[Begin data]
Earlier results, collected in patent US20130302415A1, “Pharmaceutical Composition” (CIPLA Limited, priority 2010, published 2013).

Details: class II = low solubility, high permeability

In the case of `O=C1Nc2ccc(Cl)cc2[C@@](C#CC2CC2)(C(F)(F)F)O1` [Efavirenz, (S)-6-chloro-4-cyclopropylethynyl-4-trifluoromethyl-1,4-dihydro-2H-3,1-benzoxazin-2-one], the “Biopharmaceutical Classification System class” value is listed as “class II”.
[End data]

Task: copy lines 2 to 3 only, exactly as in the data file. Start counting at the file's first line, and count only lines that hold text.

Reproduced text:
Details: class II = low solubility, high permeability

In the case of `O=C1Nc2ccc(Cl)cc2[C@@](C#CC2CC2)(C(F)(F)F)O1` [Efavirenz, (S)-6-chloro-4-cyclopropylethynyl-4-trifluoromethyl-1,4-dihydro-2H-3,1-benzoxazin-2-one], the “Biopharmaceutical Classification System class” value is listed as “class II”.